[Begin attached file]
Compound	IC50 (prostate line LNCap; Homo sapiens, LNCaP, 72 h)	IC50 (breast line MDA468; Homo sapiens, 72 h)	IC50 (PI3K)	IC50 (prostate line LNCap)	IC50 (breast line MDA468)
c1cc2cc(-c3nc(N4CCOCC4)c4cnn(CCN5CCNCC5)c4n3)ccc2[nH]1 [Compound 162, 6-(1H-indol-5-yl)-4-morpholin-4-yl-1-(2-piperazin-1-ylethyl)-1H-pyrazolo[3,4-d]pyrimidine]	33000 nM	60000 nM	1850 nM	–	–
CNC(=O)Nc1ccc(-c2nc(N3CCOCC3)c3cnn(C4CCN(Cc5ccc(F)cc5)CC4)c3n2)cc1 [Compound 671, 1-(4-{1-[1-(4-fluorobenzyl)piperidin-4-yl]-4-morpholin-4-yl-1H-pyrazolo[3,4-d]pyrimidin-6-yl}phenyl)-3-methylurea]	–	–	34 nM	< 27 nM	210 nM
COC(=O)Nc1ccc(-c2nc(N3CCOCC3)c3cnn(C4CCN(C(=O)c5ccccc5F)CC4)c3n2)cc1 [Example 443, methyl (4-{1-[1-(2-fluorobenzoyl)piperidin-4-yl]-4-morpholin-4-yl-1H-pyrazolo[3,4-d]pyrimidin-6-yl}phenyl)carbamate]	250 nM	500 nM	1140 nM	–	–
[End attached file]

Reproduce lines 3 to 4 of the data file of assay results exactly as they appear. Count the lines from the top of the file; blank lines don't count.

CNC(=O)Nc1ccc(-c2nc(N3CCOCC3)c3cnn(C4CCN(Cc5ccc(F)cc5)CC4)c3n2)cc1 [Compound 671, 1-(4-{1-[1-(4-fluorobenzyl)piperidin-4-yl]-4-morpholin-4-yl-1H-pyrazolo[3,4-d]pyrimidin-6-yl}phenyl)-3-methylurea]	–	–	34 nM	< 27 nM	210 nM
COC(=O)Nc1ccc(-c2nc(N3CCOCC3)c3cnn(C4CCN(C(=O)c5ccccc5F)CC4)c3n2)cc1 [Example 443, methyl (4-{1-[1-(2-fluorobenzoyl)piperidin-4-yl]-4-morpholin-4-yl-1H-pyrazolo[3,4-d]pyrimidin-6-yl}phenyl)carbamate]	250 nM	500 nM	1140 nM	–	–